Apart from whales, dolphins, and their kin, all large carnivorous placental mammals alive today belong to a group called, appropriately enough, the carnivorans. The carnivorans include several families, and they can be divided into two smaller groups, which are broadly described as either "dog-like" or "cat-like". The dog-like carnivores include, besides the dogs themselves, such families as the bears, weasels, and seals, among others. The cat-like carnivores are a slightly smaller group, including cats, hyenas, and a host of animals that look more or less like mongooses.

But, if we go back in time, we find a number of large, carnivorous mammals that, for various reasons, don't really fit. Some of them, such as Hyaenodon, are different enough that we can say that they're definitely not carnivorans in the modern sense. Others, such as sabre-tooth cats and dire wolves, clearly are, because they're so similar to animals we have around right now. And then there's others that are kind of in-between. So where do we draw the line?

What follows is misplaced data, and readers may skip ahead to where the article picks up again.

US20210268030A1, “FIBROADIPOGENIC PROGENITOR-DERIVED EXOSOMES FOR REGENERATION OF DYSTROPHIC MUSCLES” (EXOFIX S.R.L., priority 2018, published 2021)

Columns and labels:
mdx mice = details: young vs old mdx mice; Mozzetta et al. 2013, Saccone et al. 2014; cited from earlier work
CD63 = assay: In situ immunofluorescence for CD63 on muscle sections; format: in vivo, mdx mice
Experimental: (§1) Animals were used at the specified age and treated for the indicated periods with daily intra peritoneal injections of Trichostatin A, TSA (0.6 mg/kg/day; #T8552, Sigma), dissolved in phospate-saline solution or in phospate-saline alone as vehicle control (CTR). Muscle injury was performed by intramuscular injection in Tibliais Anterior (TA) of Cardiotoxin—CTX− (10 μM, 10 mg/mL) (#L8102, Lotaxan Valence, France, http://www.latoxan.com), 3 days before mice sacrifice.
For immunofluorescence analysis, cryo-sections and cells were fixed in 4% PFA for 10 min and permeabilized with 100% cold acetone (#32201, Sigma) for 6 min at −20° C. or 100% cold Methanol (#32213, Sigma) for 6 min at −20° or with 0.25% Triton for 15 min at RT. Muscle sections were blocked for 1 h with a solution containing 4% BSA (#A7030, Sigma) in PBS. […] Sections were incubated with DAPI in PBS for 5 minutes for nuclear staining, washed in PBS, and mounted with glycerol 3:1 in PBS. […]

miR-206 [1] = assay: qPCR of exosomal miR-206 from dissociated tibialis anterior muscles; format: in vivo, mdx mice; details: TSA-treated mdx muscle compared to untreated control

One way is to look at what's called the "crown group". The idea here is that you take every living representative of the group you're interested in (in this case, carnivorans as a whole) and trace it back to its last putative ancestor. Anything descended from that animal, including all the extinct ones, belongs to the crown group, and anything that isn't, doesn't.

Sunday, 9 March 2014

Clicking Clans